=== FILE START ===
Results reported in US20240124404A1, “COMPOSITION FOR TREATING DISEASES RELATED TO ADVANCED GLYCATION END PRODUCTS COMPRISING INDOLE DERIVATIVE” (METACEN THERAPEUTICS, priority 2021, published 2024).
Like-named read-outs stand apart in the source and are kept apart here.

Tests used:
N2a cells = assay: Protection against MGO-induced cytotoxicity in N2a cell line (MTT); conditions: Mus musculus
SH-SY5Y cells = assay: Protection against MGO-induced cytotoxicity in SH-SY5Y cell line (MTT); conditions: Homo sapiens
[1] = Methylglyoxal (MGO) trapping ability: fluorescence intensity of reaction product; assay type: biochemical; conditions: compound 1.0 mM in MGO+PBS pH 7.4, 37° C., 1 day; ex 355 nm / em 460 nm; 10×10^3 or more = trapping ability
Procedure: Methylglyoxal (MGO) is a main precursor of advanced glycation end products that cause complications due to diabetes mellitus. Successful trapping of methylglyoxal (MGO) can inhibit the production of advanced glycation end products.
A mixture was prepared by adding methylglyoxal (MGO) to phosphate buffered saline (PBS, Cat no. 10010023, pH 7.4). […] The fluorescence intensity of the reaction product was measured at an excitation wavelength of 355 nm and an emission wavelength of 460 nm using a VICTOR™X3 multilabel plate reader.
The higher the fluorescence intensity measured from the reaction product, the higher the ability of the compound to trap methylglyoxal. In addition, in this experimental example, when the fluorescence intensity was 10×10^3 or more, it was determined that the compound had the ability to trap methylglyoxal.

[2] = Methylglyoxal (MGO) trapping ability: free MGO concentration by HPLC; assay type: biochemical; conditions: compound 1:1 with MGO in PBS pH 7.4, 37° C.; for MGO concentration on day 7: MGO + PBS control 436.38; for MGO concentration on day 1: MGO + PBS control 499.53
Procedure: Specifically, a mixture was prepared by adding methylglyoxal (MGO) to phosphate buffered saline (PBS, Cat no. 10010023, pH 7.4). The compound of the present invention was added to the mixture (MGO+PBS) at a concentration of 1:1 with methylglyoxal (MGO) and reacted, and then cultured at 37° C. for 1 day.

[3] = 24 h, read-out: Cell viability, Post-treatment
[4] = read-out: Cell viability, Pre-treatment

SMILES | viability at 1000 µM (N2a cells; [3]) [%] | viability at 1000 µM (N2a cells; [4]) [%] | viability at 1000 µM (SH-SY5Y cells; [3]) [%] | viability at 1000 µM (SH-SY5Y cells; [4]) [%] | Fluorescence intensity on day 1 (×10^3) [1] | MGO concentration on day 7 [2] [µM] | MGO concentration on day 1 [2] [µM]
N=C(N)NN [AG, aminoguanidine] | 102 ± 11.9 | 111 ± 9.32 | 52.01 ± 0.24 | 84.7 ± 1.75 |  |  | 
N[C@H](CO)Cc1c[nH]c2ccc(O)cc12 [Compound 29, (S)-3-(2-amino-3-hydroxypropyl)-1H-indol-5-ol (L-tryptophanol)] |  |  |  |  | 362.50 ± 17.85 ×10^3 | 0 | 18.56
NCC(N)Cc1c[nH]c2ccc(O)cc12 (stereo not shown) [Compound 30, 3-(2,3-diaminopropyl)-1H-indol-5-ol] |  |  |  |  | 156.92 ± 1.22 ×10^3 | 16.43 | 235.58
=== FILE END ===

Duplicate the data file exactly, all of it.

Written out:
Results reported in US20240124404A1, “COMPOSITION FOR TREATING DISEASES RELATED TO ADVANCED GLYCATION END PRODUCTS COMPRISING INDOLE DERIVATIVE” (METACEN THERAPEUTICS, priority 2021, published 2024).
Like-named read-outs stand apart in the source and are kept apart here.

Tests used:
N2a cells = assay: Protection against MGO-induced cytotoxicity in N2a cell line (MTT); conditions: Mus musculus
SH-SY5Y cells = assay: Protection against MGO-induced cytotoxicity in SH-SY5Y cell line (MTT); conditions: Homo sapiens
[1] = Methylglyoxal (MGO) trapping ability: fluorescence intensity of reaction product; assay type: biochemical; conditions: compound 1.0 mM in MGO+PBS pH 7.4, 37° C., 1 day; ex 355 nm / em 460 nm; 10×10^3 or more = trapping ability
Procedure: Methylglyoxal (MGO) is a main precursor of advanced glycation end products that cause complications due to diabetes mellitus. Successful trapping of methylglyoxal (MGO) can inhibit the production of advanced glycation end products.
A mixture was prepared by adding methylglyoxal (MGO) to phosphate buffered saline (PBS, Cat no. 10010023, pH 7.4). […] The fluorescence intensity of the reaction product was measured at an excitation wavelength of 355 nm and an emission wavelength of 460 nm using a VICTOR™X3 multilabel plate reader.
The higher the fluorescence intensity measured from the reaction product, the higher the ability of the compound to trap methylglyoxal. In addition, in this experimental example, when the fluorescence intensity was 10×10^3 or more, it was determined that the compound had the ability to trap methylglyoxal.

[2] = Methylglyoxal (MGO) trapping ability: free MGO concentration by HPLC; assay type: biochemical; conditions: compound 1:1 with MGO in PBS pH 7.4, 37° C.; for MGO concentration on day 7: MGO + PBS control 436.38; for MGO concentration on day 1: MGO + PBS control 499.53
Procedure: Specifically, a mixture was prepared by adding methylglyoxal (MGO) to phosphate buffered saline (PBS, Cat no. 10010023, pH 7.4). The compound of the present invention was added to the mixture (MGO+PBS) at a concentration of 1:1 with methylglyoxal (MGO) and reacted, and then cultured at 37° C. for 1 day.

[3] = 24 h, read-out: Cell viability, Post-treatment
[4] = read-out: Cell viability, Pre-treatment

SMILES | viability at 1000 µM (N2a cells; [3]) [%] | viability at 1000 µM (N2a cells; [4]) [%] | viability at 1000 µM (SH-SY5Y cells; [3]) [%] | viability at 1000 µM (SH-SY5Y cells; [4]) [%] | Fluorescence intensity on day 1 (×10^3) [1] | MGO concentration on day 7 [2] [µM] | MGO concentration on day 1 [2] [µM]
N=C(N)NN [AG, aminoguanidine] | 102 ± 11.9 | 111 ± 9.32 | 52.01 ± 0.24 | 84.7 ± 1.75 |  |  | 
N[C@H](CO)Cc1c[nH]c2ccc(O)cc12 [Compound 29, (S)-3-(2-amino-3-hydroxypropyl)-1H-indol-5-ol (L-tryptophanol)] |  |  |  |  | 362.50 ± 17.85 ×10^3 | 0 | 18.56
NCC(N)Cc1c[nH]c2ccc(O)cc12 (stereo not shown) [Compound 30, 3-(2,3-diaminopropyl)-1H-indol-5-ol] |  |  |  |  | 156.92 ± 1.22 ×10^3 | 16.43 | 235.58